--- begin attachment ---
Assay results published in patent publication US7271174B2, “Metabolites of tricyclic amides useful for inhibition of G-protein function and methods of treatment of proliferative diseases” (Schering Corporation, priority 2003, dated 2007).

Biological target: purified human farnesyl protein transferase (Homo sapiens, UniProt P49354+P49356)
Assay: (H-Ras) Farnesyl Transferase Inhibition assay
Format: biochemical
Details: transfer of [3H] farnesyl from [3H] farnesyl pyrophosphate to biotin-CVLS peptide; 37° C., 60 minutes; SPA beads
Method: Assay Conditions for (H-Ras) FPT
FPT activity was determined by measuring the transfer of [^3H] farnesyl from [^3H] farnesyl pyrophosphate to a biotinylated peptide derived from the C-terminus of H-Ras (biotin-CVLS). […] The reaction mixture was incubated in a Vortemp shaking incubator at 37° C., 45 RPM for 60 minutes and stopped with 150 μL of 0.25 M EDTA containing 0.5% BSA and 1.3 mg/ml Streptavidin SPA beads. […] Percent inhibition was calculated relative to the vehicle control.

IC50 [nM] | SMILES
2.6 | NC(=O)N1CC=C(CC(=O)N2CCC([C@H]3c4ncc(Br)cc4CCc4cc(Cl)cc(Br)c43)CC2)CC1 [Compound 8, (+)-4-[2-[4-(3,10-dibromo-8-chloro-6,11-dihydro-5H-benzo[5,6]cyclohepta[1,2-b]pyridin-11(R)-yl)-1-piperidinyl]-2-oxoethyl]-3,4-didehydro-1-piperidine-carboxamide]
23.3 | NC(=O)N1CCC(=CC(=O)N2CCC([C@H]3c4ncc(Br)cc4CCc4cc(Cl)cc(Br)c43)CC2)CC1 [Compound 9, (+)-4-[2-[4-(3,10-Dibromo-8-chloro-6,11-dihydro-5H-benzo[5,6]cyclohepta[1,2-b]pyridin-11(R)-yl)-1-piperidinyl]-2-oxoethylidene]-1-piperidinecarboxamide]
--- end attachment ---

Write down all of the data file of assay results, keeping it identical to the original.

Assay results published in patent publication US7271174B2, “Metabolites of tricyclic amides useful for inhibition of G-protein function and methods of treatment of proliferative diseases” (Schering Corporation, priority 2003, dated 2007).

Biological target: purified human farnesyl protein transferase (Homo sapiens, UniProt P49354+P49356)
Assay: (H-Ras) Farnesyl Transferase Inhibition assay
Format: biochemical
Details: transfer of [3H] farnesyl from [3H] farnesyl pyrophosphate to biotin-CVLS peptide; 37° C., 60 minutes; SPA beads
Method: Assay Conditions for (H-Ras) FPT
FPT activity was determined by measuring the transfer of [^3H] farnesyl from [^3H] farnesyl pyrophosphate to a biotinylated peptide derived from the C-terminus of H-Ras (biotin-CVLS). […] The reaction mixture was incubated in a Vortemp shaking incubator at 37° C., 45 RPM for 60 minutes and stopped with 150 μL of 0.25 M EDTA containing 0.5% BSA and 1.3 mg/ml Streptavidin SPA beads. […] Percent inhibition was calculated relative to the vehicle control.

IC50 [nM] | SMILES
2.6 | NC(=O)N1CC=C(CC(=O)N2CCC([C@H]3c4ncc(Br)cc4CCc4cc(Cl)cc(Br)c43)CC2)CC1 [Compound 8, (+)-4-[2-[4-(3,10-dibromo-8-chloro-6,11-dihydro-5H-benzo[5,6]cyclohepta[1,2-b]pyridin-11(R)-yl)-1-piperidinyl]-2-oxoethyl]-3,4-didehydro-1-piperidine-carboxamide]
23.3 | NC(=O)N1CCC(=CC(=O)N2CCC([C@H]3c4ncc(Br)cc4CCc4cc(Cl)cc(Br)c43)CC2)CC1 [Compound 9, (+)-4-[2-[4-(3,10-Dibromo-8-chloro-6,11-dihydro-5H-benzo[5,6]cyclohepta[1,2-b]pyridin-11(R)-yl)-1-piperidinyl]-2-oxoethylidene]-1-piperidinecarboxamide]